Britain is a country that is absolutely dominated by radical feminists. And it affects everything from their collectivist views on economic policy, to their pro-criminal views in the justice system, to their open-borders views on immigration, their preference for government-run healthcare, their hatred of self-defense, and so on. So, I wouldn’t expect to see an article about the plight of boys in a feminist society published in a British newspaper.
Nevertheless, here is an article from the UK Telegraph that explains how the public schools are handling the problem of underperforming boys.
Britain’s education system is failing to tackle the “astonishing” underperformance of boys as feminists have made the topic “taboo”, the former head of the university admissions service has warned.
Mary Curnock Cook, who was chief executive of Ucas until last year, said the fact that boys are falling behind in education is a national scandal – yet it is such an “unfashionable” topic to discuss that it has become “normalised”.
Girls outperform boys in all aspects of education, from primary school to GCSEs and A-level results. Last year, 57 per cent of women went to university compared to 43 per cent of men, a gap that has widened significantly over the last decade.
[…]Ms Curnock Cook said that the debate about gender equality tends to be dominated by issues such as the gender pay gap and the glass ceiling.
“But those are work issues, not education issues,” she said. “Quite often initiatives to support men do meet derision from feminists.”
When attempts are made to address men’s issues, they are ridiculed and are met with the “wrath” of feminist and gender equality groups, she said.
Last month the only university in the UK with a men’s officer scrapped the role after the candidate withdrew due to “harassment”.
But, it’s happening in America as well.
An article from 2013 appeared in the far-left The Atlantic. It explains how the school system punishes boys and favors girls – from kindergarten to the workplace, where women receive affirmative action preferences.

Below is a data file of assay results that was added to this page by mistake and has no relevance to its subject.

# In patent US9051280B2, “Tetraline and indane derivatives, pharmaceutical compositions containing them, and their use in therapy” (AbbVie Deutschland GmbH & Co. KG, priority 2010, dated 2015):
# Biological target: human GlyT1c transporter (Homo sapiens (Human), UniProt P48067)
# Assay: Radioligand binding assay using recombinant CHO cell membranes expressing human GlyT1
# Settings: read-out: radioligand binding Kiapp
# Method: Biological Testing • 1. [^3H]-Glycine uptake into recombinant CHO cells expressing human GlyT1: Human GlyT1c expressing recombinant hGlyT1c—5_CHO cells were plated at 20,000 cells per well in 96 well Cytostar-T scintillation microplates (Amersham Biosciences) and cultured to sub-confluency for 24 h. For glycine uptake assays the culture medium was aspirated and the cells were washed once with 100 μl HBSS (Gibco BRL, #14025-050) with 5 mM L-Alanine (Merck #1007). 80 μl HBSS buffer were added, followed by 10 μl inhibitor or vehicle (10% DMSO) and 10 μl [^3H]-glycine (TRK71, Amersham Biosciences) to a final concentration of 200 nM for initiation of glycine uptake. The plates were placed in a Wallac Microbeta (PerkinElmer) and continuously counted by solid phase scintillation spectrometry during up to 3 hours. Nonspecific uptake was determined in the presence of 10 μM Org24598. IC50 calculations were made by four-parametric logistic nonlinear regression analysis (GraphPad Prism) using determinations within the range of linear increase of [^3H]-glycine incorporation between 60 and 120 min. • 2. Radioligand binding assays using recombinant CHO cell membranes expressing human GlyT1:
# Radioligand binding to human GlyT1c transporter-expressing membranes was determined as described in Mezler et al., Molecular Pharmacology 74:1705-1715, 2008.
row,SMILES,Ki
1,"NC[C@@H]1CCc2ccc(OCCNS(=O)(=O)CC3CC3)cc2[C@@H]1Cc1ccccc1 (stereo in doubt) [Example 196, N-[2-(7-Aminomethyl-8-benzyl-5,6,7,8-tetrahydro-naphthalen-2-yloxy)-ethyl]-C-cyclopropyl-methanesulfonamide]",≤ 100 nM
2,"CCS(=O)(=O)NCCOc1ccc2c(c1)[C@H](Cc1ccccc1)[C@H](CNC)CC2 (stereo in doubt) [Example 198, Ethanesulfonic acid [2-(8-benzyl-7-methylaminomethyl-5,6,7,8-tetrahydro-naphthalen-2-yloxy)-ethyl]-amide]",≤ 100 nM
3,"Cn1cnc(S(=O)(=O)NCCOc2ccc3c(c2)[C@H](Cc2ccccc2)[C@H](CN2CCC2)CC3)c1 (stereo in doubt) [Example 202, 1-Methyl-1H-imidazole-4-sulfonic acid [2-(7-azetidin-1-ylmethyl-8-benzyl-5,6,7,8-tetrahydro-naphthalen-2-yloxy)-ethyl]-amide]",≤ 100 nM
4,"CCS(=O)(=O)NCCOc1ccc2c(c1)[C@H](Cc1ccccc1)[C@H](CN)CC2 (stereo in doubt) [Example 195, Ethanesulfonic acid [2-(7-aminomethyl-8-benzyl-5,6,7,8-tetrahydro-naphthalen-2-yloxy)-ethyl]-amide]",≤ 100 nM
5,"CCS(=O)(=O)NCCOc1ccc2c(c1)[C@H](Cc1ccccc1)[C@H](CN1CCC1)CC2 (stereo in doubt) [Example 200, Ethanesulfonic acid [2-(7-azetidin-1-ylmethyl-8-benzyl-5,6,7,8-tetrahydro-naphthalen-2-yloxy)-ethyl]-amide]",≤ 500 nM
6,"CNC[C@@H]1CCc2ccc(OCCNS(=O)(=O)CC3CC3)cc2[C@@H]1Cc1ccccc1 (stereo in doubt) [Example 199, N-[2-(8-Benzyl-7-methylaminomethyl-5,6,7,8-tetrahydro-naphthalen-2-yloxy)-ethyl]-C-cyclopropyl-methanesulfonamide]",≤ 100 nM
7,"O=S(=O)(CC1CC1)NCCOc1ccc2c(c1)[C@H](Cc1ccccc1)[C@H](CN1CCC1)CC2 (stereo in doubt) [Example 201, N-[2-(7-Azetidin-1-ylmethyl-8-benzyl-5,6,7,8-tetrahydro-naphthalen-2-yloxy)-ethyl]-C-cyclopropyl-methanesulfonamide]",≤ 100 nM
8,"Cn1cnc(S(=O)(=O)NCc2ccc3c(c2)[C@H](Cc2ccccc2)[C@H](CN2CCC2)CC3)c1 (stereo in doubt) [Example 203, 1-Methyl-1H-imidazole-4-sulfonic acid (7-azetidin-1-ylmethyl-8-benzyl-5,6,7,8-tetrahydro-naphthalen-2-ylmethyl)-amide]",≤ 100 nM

Boys in all ethnic groups and social classes are far less likely than their sisters to feel connected to school, to earn good grades, or to have high academic aspirations. A recent working paper from the National Bureau of Economic Research documents a remarkable trend among high-achieving students: In the 1980s, nearly the same number of top male and female high school students said they planned to pursue a postgraduate degree (13 percent of boys and 15 percent of girls). By the 2000s, 27 percent of girls expressed that ambition, compared with 16 percent of boys. During the same period, the gap between girls and boys earning mostly A’s nearly doubled—from three to five percentage points.
This gap in education engagement has dire economic consequences for boys. A 2011 Brookings Institution report quantifies the economic decline of the median male: For men ages 25 to 64 with no high school diploma, median annual earnings have declined 66 percent since 1969; for men with only a high school diploma, wages declined by 47 percent. Millions of male workers, say the Brookings authors, have been “unhitched from the engine of growth.” The College Board delivered this disturbing message in a 2011 report about Hispanic and African-American boys and young adults: “Nearly half of young men of color age 15 to 24 who graduate from high school will end up unemployed, incarcerated or dead.” Working-class white boys are faring only slightly better. When economist Andrew Sum and his colleagues at the Center for Labor Market Studies at Northeastern University examined gender disparities in the Boston Public Schools, they found that for the class of 2007, among blacks and Hispanics, there were 186 females for every 100 males attending a four-year college or university. For white students: 153 females to every 100 males.
Just like in the UK, American feminists oppose doing anything to help boys:
In the U.S., a powerful network of women’s groups works ceaselessly to protect and promote what it sees as female interest. But there is no counterpart working for boys—they are on their own.
Previously, I blogged about a study showing that female teachers grade boys lower than girls.
It’s important for parents to understand that the problem of boys underperforming in school and work is not caused by boys. It’s not with video games, it’s not with sports, or anything else that anti-male people might blame. The problem with boys not learning and boys not working is caused by an education system dominated by anti-male feminists who systematically discriminate against boys, making it harder for them to learn the skills they need to find work.
The problem isn’t going to be fixed by airhead feminist pastors and other male “leaders” telling boys to “man up”. The problem is going to be fixed when parents realize that radical feminism is hostile to boys, and that institutions that are dominated by radical feminism are damaging to boys. I have a Jewish friend named Ari who homeschools all his children. He spends a lot of time and effort on this. He told me that sending boys to public schools is child abuse. I used to laugh at him when he said that. What a funny exaggeration, I thought. Now I’m not so sure he was joking.